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World Juniors 2016: Team USA preview

Will a high flying forward corps led by Auston Matthews make its way back to the medal round this year in Helsinki?

Minas Panagiotakis/Getty Images

After winning a gold medal in 2013, the United States has failed to take home a medal in the past two tournaments, and they'll look to change that trend this year. Despite opening the 2015 tournament with a win against a very good Finland team, and two shutouts against Slovakia and Germany, they fell short against their toughest competition.

The team dropped a 5-3 decision to Canada in a wild round-robin game, and then losing 3-2 in an undisciplined quarter-final affair against Russia knocked them out of medal contention. The good news for the Americans is that their offense is absolutely loaded at forward. Led by the likely first overall draft pick Auston Matthews, the offense should score in bunches, and it will be up to the defense and goaltending to hold up.


# Player Pos League Current Team (NHL)
36 Brandon Halverson G OHL Sault Ste. Marie (NYR)
31 Alex Nedeljkovic G OHL Flint (CAR)
8 Louie Belpedio (A)
D NCAA Miami University (MIN)
2 Will Borgen D NCAA St. Cloud State (BUF)
26 Brandon Carlo D WHL Tri-City (BOS)
5 Brandon Fortunato D NCAA Boston University
4 Chad Krys D USHL USNTP U-18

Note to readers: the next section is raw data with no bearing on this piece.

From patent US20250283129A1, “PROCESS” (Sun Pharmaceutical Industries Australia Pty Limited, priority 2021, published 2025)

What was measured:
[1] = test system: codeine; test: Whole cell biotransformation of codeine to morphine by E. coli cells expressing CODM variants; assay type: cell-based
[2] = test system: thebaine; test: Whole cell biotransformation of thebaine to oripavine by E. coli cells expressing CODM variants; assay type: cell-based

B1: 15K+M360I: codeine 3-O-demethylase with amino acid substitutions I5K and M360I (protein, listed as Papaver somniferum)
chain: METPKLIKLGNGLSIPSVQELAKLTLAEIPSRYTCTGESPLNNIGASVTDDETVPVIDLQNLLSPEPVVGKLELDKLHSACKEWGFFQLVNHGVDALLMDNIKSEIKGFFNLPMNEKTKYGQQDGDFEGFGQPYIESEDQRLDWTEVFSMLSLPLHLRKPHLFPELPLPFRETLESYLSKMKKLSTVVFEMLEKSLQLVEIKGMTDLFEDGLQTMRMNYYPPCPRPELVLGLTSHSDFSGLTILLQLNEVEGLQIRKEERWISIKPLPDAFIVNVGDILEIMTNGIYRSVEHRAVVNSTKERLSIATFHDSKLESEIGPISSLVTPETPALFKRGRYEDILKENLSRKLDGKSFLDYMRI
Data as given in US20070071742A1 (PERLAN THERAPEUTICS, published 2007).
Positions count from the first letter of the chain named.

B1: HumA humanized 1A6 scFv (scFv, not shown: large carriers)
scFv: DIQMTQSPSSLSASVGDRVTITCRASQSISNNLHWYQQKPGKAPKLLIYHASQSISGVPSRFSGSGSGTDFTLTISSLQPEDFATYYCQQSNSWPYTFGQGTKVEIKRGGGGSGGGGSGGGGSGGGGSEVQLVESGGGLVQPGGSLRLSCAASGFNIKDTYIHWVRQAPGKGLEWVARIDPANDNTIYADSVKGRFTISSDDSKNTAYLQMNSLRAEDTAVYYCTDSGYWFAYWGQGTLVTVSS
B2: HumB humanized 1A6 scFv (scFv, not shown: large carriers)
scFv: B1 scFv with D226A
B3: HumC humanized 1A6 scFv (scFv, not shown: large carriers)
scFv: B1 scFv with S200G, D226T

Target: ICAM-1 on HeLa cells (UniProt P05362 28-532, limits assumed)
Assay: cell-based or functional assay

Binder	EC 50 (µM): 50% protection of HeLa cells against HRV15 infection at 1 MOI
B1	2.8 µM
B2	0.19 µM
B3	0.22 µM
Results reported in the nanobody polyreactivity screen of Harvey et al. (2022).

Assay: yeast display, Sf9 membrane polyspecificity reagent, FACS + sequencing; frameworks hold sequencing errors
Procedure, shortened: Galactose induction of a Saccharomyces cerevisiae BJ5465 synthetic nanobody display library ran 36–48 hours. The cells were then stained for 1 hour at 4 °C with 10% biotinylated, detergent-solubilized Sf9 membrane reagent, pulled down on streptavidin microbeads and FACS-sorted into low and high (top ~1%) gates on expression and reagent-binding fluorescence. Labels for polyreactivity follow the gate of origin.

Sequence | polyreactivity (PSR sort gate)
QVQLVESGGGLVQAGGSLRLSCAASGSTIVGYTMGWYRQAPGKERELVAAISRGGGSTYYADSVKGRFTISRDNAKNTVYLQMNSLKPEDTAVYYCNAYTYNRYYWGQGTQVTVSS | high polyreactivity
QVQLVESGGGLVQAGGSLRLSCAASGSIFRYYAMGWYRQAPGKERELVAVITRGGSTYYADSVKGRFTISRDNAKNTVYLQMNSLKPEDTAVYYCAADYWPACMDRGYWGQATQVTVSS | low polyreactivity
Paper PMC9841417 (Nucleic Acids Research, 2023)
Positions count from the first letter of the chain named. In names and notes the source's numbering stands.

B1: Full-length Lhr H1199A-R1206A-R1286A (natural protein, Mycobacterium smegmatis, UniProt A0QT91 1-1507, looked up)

25 Charlie McAvoy D NCAA Boston University
13 Zach Werenski (C)
D NCAA University of Michigan (CLB)
10 Anders Bjork F NCAA Notre Dame (BOS)
23 Brock Boeser F NCAA North Dakota (VAN)
12 Alex DeBrincat F OHL Erie
19 Ryan Donato F NCAA Harvard (BOS)
11 Christian Dvorak F OHL London (ARZ)
14 Scott Eansor F WHL Seattle
21 Ryan Hitchcock F NCAA Yale
17 Ryan MacInnis F OHL Kitchener (ARZ)
34 Auston Matthews (A)
F Swiss NLA ZSC Lions
28 Sonny Milano F AHL Lake Erie (CLB)
9 Nick Schmaltz F NCAA North Dakota (CHI)
7 Matthew Tkachuk F OHL London
18 Colin White (A) F NCAA Boston College (OTT)


The most obvious strength of Team USA is its potent scoring potential. The scarier part is them leaving point-per-game players like Jeremy Bracco and Kyle Connor of the team, yet still fielding one of the deepest groups in the tournament.

The scoring leader is likely to be Auston Matthews, but they're insanely deep beyond him. He should be closely followed by Matthew Tkachuk, who is also likely to be a top-10 pick in this year's draft.


Team USA has two major things working against them going into this year's tournament. Their defensive group isn't the deepest, and outside of Brandon Carlo and Zach Werenski, they're lacking experience at the event. Of course, the Carolina Hurricanes refusing to loan Noah Hanifin for the tournament, and the IIHF ruling Jake Walman ineligible are both big blows for the team.

The second major weakness is the American side opting for a clear top six/bottom six divide among forwards. Despite being a very good overall group, they left a lot of good talent on the sidelines, and that could hurt them against top teams like Canada and Sweden. It's a flaw that has hampered the Americans in the past, and it might do so again this year.


The focus is clear this year for Team USA; come back home with a medal, and they may very well do that. It just might be difficult to do if the forwards have trouble creating chemistry, and aren't creating enough scoring chances. Playing in a group that includes the surprising resilient Danish and Swiss teams, in addition to Canada and Sweden will provide a stern test for the Americans.

If they're lucky, their high powered top-six forwards will score enough to cover the weaknesses of the team. At worst, they don't, and the Americans head home without a medal for the third straight year.